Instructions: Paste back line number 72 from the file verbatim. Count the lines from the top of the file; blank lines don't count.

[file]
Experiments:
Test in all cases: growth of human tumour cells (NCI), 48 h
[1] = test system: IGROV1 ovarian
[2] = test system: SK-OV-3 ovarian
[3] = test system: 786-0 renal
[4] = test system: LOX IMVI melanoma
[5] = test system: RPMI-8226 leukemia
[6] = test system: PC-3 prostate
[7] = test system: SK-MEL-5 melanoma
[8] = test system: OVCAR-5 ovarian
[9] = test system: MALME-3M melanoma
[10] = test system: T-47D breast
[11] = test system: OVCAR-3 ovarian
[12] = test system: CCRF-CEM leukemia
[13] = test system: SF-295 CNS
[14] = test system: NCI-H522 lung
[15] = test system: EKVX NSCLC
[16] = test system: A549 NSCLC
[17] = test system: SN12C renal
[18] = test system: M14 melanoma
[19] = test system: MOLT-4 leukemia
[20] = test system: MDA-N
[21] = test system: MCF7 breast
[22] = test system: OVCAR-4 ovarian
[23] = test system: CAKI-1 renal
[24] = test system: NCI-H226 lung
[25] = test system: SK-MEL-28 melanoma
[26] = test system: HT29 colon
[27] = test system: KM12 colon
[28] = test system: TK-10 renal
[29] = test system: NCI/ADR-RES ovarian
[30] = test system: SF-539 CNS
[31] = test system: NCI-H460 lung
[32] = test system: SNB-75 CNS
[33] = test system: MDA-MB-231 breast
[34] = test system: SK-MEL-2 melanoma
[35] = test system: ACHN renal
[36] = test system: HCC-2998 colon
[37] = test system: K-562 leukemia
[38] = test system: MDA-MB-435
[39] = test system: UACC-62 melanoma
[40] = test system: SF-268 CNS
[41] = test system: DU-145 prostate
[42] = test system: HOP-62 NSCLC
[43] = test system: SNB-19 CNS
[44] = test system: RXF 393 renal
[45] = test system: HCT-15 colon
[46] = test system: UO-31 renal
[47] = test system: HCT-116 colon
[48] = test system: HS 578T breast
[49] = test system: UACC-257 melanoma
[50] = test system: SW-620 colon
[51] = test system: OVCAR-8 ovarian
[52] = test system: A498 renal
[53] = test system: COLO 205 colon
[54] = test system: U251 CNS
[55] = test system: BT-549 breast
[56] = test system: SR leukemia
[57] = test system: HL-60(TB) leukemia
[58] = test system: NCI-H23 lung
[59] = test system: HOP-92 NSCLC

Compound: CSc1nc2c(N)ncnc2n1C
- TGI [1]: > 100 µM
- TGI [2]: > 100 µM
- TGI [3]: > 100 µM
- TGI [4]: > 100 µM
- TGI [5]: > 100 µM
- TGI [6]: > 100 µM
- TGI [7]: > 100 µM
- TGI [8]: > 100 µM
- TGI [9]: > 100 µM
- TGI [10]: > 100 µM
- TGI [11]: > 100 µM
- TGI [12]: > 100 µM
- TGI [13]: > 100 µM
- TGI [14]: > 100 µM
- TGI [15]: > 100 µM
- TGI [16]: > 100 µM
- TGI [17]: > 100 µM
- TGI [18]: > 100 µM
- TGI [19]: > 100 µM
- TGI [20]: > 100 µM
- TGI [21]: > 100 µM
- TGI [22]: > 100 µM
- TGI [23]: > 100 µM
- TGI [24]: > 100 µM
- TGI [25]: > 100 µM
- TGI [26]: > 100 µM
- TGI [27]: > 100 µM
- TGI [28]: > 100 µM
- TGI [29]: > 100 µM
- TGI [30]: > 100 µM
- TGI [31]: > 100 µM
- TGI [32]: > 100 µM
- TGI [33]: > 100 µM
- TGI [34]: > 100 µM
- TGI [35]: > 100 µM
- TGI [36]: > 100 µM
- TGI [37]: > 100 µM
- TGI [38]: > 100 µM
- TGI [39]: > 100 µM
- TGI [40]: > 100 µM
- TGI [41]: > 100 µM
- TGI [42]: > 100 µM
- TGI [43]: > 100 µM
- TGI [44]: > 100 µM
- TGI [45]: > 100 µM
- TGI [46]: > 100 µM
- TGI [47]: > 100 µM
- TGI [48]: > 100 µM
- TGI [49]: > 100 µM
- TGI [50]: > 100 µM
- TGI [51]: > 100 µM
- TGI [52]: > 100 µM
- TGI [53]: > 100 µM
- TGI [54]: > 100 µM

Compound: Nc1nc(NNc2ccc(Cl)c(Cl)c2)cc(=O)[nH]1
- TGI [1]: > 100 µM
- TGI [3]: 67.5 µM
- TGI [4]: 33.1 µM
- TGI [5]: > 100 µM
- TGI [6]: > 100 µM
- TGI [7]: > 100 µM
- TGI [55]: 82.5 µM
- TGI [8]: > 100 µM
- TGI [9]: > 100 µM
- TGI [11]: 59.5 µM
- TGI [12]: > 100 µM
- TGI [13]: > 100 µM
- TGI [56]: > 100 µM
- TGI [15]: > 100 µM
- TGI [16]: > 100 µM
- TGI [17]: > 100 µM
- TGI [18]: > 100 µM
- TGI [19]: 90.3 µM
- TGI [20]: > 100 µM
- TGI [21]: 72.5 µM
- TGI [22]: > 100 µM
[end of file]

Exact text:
- TGI [10]: > 100 µM